Apstein goes on to credit Commissioner Rob Manfred with getting the early-season COVID outbreak under control, but questions why baseball’s COVID mitigation efforts don’t extend to fans as well.
“And then the team owners saw the opportunity to make some money. They will continue to protect the players; they just care less about the fans.”
Big Ten Football
Pat Forde – (Sports Illustrated) @ByPatForde
Forde discussed how the pandemic could impact the Big Ten schedule, pointing out just how fragile things seem to be heading into the first weekend of games.
“The conference has no room for error. In an effort to get in as many games as possible in a limited window, the Big Ten has built no open dates into the schedule. Through last week, the postponement/cancellation rate nationally has been 10.6%. Apply that to the Big Ten’s 56-game regular season slate and there would be six games lost.”
Forde also discussed how potential game cancellations due to COVID cases could impact the conference’s playoff chances.
“How much COVID-19 could impact both the league race and the league’s College Football Playoff chances largely depends on which teams are affected, and when. If the top teams drop below nine games (eight for the regular season, plus one for everyone in a crossover jamboree thereafter), it could make for a tougher sell alongside those who play up to 11 games.”
Joey Kaufman – (Columbus Dispatch) @joeyrkaufman
Kaufman outlined the seemingly endless list of potential COVID risks for Big Ten teams. Among the biggest concerns is the fact that teams will be traveling from one college town to the next, week after week.
“Outside a bubble, teams also must travel for games. Transit requires them to congregate on buses and planes, in hotel lobbies and smaller visiting locker rooms, raising the possibility of exposure to more people who assist with travel.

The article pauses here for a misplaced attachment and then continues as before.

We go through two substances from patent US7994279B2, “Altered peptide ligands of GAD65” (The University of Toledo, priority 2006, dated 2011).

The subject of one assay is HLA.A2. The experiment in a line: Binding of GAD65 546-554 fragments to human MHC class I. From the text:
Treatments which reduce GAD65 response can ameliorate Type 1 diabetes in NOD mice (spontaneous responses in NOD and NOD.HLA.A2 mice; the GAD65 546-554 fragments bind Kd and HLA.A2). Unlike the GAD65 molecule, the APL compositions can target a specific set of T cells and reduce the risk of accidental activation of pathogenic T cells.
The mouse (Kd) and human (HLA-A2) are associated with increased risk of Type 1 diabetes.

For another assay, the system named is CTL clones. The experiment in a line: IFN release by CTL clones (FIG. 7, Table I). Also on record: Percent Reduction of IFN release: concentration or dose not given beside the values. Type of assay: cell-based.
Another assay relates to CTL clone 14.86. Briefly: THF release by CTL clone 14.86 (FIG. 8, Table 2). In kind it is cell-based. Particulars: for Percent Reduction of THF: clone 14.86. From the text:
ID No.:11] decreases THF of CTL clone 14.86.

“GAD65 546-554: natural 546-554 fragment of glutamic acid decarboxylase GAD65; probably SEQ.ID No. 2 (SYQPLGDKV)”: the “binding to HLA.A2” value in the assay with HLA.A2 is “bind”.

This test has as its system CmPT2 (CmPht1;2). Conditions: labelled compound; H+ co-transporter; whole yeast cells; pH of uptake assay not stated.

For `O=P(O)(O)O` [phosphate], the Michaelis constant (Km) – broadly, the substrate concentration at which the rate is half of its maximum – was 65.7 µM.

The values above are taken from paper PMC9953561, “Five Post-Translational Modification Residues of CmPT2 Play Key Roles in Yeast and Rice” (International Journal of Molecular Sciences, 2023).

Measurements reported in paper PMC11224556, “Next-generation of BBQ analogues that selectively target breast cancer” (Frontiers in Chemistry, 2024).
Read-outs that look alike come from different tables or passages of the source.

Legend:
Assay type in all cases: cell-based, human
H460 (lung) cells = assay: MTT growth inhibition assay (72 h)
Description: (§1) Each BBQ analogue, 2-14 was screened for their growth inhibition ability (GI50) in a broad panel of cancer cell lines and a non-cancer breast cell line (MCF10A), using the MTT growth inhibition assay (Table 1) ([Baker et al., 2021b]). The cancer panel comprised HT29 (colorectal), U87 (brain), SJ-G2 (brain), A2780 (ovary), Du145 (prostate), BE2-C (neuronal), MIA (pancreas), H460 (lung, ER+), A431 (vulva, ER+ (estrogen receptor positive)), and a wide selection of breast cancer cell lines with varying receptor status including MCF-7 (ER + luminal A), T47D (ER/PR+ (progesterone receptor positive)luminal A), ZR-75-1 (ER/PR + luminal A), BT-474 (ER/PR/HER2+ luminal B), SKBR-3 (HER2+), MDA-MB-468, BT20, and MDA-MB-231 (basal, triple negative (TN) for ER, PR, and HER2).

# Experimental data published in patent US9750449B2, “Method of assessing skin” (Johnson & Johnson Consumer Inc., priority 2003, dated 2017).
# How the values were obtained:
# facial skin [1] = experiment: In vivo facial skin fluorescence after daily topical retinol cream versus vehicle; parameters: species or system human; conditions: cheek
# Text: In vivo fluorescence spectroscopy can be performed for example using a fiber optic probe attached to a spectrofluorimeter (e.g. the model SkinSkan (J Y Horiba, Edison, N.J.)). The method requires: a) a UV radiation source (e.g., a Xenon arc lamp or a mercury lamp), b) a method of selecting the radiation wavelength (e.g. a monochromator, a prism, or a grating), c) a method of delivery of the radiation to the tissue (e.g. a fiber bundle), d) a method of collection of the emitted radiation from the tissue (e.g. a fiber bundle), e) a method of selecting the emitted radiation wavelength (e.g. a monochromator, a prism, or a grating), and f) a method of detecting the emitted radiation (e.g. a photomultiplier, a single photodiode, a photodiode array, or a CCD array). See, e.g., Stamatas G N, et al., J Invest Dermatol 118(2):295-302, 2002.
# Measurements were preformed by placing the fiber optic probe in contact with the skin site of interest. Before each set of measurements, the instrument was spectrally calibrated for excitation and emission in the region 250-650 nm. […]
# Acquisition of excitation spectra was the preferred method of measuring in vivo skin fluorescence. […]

The outbreak at Florida, which saw 19 players test positive, occurred days after they traveled for a game at Texas A&M.”
Larry Stone – (Seattle Times) @StoneLarry
Stone acknowledged the inevitability of COVID disrupting the Big Ten’s modified season, but remained hopeful that the conference would be better off than others given its cautious approach and delayed start.
“I think it’s fair to consider if the Pac-12 and Big Ten, so roundly criticized and even ridiculed for remaining shuttered when other conferences sprang back into action, will be vindicated for their cautious approach. They waited until daily, conference-wide rapid testing was available, which should help mitigate breakouts.
“The key word is should. Anyone who presumes to have COVID conquered is setting themselves up for a rude awakening.”
Ivan Maisel – (ESPN) Ivan_Maisel
Maisel provided a reality check for fans who are hopeful that everything will run smoothly for the Big Ten.
“This is not the college football we signed up for. This is the college football we have. It sounds ungrateful to say, when we’re lucky to have any college football at all. But, in reality, this season is discombobulating. It’s difficult to trust in the narrative of the season when we don’t know who’s going to show up on Saturdays, when we can’t look at the calendar and have tradition tell us who is playing.”